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Credit Creation By Commercial Banks

 Credit Creation by Commercial Banks

Introduction

The creation of credit or deposits is one of the most vital operations of the commercial banks. Similar to other corporations, banks aim at earnings profits. For this intention, they accept cash in demand deposits and advance loans on credit to customers. When a bank advances funds, it does not pay the amount in currency notes. However, it introduces a current account in the name of the investor and lets him to withdraw the necessary amount by cheques. By this way, banks create deposits or credit.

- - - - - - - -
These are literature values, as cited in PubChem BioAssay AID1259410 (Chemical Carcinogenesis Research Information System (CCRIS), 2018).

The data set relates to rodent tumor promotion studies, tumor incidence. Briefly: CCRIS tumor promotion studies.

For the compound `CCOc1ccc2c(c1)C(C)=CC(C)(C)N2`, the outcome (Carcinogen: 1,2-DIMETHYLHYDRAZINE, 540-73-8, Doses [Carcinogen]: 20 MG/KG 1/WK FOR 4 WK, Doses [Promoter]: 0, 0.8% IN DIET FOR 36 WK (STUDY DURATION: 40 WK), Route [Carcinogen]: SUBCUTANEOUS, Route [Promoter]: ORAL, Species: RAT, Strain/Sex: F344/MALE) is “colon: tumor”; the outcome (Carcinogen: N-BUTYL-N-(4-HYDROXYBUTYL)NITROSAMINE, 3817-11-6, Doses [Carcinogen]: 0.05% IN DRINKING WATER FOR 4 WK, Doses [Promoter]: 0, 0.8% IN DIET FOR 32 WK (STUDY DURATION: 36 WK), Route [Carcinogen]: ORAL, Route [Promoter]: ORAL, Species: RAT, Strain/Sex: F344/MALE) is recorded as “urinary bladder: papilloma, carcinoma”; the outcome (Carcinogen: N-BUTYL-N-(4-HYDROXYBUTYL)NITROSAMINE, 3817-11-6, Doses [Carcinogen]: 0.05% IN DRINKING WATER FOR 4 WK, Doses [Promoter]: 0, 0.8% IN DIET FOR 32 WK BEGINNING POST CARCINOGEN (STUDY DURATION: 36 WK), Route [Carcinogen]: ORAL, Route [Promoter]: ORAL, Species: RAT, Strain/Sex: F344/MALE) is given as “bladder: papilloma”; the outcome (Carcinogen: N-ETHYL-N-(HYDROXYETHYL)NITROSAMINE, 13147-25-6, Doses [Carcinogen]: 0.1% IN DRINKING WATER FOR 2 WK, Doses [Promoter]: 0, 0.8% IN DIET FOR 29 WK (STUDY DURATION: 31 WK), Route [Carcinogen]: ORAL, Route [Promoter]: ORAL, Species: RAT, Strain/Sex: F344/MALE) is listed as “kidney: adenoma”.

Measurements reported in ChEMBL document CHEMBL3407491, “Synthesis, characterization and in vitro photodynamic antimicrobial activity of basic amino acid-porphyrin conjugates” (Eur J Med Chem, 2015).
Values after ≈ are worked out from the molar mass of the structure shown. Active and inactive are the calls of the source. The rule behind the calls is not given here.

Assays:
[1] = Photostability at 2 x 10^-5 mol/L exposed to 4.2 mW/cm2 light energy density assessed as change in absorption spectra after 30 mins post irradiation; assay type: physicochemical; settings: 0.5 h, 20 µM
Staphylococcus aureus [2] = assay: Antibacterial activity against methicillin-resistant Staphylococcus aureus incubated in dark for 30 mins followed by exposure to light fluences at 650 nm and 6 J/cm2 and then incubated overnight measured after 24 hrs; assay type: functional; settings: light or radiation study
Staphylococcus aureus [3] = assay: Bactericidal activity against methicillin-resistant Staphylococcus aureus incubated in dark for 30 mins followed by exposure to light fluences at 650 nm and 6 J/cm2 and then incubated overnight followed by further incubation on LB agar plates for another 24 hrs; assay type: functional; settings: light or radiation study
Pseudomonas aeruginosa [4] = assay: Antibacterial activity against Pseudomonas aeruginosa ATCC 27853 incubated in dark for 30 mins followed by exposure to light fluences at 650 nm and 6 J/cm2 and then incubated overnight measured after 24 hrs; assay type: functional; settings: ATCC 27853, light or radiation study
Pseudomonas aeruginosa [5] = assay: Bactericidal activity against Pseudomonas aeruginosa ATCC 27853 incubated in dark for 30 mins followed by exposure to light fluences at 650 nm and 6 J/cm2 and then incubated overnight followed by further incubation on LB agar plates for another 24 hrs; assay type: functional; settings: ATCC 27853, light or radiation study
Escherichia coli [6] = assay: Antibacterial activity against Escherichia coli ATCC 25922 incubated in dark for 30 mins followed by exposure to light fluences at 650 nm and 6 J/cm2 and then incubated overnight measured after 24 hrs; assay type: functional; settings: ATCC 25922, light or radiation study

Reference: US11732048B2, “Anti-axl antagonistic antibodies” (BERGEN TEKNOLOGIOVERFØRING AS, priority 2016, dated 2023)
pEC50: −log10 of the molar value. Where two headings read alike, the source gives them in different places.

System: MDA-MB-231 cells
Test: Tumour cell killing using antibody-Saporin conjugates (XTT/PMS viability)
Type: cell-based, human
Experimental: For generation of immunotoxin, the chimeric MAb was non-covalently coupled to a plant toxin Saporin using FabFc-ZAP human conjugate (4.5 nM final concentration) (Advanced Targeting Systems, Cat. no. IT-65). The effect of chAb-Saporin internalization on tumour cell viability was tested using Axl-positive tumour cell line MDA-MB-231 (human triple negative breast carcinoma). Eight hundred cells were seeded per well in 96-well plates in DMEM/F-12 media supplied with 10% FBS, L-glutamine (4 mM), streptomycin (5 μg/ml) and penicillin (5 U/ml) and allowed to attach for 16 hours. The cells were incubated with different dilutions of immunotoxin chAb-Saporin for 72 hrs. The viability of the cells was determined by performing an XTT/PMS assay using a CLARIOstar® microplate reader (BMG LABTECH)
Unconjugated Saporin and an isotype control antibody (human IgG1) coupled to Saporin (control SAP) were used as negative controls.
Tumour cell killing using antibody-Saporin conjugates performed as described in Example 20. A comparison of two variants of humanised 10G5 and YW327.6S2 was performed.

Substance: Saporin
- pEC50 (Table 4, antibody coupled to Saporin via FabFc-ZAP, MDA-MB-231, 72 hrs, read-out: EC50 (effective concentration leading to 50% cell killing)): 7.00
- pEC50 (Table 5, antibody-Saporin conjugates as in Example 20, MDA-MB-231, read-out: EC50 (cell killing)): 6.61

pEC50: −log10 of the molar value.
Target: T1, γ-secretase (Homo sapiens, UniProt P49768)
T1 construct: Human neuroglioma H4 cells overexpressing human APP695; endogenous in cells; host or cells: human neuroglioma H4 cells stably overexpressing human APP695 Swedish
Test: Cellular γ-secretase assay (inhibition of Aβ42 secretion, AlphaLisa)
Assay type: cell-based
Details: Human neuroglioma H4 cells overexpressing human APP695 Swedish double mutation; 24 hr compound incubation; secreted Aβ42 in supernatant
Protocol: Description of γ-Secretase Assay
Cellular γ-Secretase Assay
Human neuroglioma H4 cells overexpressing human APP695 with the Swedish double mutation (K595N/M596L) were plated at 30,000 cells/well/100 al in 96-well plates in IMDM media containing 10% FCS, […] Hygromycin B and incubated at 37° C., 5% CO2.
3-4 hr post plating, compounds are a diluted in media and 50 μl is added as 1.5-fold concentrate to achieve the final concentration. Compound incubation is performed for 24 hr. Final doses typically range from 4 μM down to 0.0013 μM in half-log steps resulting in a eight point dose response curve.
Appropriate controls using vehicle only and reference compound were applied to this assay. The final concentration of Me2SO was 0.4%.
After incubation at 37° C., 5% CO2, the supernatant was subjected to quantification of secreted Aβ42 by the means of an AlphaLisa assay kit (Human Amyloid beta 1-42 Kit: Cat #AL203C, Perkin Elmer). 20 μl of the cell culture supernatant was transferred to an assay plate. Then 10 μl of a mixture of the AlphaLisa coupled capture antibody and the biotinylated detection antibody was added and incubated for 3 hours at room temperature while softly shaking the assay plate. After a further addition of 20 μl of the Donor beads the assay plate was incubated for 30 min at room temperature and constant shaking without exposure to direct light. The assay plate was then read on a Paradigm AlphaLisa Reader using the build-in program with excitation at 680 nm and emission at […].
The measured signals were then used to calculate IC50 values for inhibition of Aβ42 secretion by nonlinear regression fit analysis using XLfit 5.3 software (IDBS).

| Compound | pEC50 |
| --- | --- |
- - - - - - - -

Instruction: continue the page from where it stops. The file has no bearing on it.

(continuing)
Demand deposits mount in two ways:

  • When the customer deposits currency with commercial banks, and

  • When banks advance loans, discount bills, provide overdraft facilities and make deposit investments through bonds and securities.

The first type of demand deposits is termed “primary deposits”. Banks play a passive play in introducing them.

The second type of demand deposits is termed as “derivative deposits”. Banks actively create deposits.

As per Withers,

Banks can generate credit by introducing a deposit, every time they advance a loan.

  • This is for the reason that every time a loan is sanctioned, imbursement is made through cheques by the customers.

  • All such imbursements are regulated through the clearing house.

  • As long as the loan is due, a deposit of that amount remains pending in the books of the bank.